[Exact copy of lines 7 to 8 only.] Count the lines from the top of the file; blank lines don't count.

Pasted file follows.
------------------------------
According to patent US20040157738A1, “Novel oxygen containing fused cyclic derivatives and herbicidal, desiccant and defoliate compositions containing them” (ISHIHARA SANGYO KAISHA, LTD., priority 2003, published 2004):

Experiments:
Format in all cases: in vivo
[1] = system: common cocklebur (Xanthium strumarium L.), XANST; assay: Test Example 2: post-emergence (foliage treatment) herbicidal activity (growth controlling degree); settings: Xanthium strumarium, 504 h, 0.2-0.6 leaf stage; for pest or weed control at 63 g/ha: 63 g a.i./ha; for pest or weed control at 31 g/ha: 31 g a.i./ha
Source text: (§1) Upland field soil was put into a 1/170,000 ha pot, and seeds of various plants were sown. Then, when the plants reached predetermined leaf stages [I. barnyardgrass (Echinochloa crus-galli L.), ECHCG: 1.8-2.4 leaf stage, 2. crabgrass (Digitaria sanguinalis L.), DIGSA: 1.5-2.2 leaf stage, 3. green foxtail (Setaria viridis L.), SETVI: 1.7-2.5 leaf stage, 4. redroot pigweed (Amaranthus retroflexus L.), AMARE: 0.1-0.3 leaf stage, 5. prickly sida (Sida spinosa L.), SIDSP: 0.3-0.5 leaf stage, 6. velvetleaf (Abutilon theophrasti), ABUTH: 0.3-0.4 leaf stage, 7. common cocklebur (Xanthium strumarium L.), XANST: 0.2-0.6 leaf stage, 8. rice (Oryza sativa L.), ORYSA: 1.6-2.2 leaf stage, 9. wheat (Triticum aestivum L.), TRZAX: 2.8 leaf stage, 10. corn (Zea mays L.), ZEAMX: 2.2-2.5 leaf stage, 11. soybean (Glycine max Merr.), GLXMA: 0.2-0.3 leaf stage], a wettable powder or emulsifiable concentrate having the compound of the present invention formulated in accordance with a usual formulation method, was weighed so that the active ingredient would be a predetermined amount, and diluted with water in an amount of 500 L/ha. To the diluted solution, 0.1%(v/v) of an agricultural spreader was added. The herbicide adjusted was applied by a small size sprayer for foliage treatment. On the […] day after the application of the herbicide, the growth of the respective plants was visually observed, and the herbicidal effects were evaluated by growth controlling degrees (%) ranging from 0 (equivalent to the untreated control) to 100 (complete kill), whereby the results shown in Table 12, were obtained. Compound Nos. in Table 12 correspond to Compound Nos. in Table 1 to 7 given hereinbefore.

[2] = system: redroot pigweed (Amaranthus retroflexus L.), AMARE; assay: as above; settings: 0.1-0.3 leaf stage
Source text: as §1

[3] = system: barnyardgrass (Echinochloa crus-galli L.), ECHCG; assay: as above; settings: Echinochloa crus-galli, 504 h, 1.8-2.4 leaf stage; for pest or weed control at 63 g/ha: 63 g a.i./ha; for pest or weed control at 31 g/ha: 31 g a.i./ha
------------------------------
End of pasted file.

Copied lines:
Source text: as §1

[3] = system: barnyardgrass (Echinochloa crus-galli L.), ECHCG; assay: as above; settings: Echinochloa crus-galli, 504 h, 1.8-2.4 leaf stage; for pest or weed control at 63 g/ha: 63 g a.i./ha; for pest or weed control at 31 g/ha: 31 g a.i./ha